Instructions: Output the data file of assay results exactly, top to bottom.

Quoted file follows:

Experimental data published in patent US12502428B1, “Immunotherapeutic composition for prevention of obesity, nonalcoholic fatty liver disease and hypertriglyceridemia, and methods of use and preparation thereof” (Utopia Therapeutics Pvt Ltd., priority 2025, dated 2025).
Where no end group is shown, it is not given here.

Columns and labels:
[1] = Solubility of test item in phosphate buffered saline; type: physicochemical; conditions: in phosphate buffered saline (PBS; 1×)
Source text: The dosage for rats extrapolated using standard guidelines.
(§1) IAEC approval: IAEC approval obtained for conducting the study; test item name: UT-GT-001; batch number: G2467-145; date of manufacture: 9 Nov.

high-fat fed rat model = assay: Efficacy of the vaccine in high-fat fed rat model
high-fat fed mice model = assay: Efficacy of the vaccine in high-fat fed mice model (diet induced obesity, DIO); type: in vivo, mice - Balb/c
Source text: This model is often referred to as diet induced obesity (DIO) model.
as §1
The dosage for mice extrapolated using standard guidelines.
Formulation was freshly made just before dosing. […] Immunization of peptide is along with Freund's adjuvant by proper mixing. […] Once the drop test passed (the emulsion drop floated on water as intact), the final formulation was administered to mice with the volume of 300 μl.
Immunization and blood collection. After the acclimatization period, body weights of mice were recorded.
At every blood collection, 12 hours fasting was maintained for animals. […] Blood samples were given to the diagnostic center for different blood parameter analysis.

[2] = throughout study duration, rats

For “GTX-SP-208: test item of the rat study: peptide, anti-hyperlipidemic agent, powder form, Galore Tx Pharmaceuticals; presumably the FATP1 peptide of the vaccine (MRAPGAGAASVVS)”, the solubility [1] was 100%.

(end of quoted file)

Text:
Experimental data published in patent US12502428B1, “Immunotherapeutic composition for prevention of obesity, nonalcoholic fatty liver disease and hypertriglyceridemia, and methods of use and preparation thereof” (Utopia Therapeutics Pvt Ltd., priority 2025, dated 2025).
Where no end group is shown, it is not given here.

Columns and labels:
[1] = Solubility of test item in phosphate buffered saline; type: physicochemical; conditions: in phosphate buffered saline (PBS; 1×)
Source text: The dosage for rats extrapolated using standard guidelines.
(§1) IAEC approval: IAEC approval obtained for conducting the study; test item name: UT-GT-001; batch number: G2467-145; date of manufacture: 9 Nov.

high-fat fed rat model = assay: Efficacy of the vaccine in high-fat fed rat model
high-fat fed mice model = assay: Efficacy of the vaccine in high-fat fed mice model (diet induced obesity, DIO); type: in vivo, mice - Balb/c
Source text: This model is often referred to as diet induced obesity (DIO) model.
as §1
The dosage for mice extrapolated using standard guidelines.
Formulation was freshly made just before dosing. […] Immunization of peptide is along with Freund's adjuvant by proper mixing. […] Once the drop test passed (the emulsion drop floated on water as intact), the final formulation was administered to mice with the volume of 300 μl.
Immunization and blood collection. After the acclimatization period, body weights of mice were recorded.
At every blood collection, 12 hours fasting was maintained for animals. […] Blood samples were given to the diagnostic center for different blood parameter analysis.

[2] = throughout study duration, rats

For “GTX-SP-208: test item of the rat study: peptide, anti-hyperlipidemic agent, powder form, Galore Tx Pharmaceuticals; presumably the FATP1 peptide of the vaccine (MRAPGAGAASVVS)”, the solubility [1] was 100%.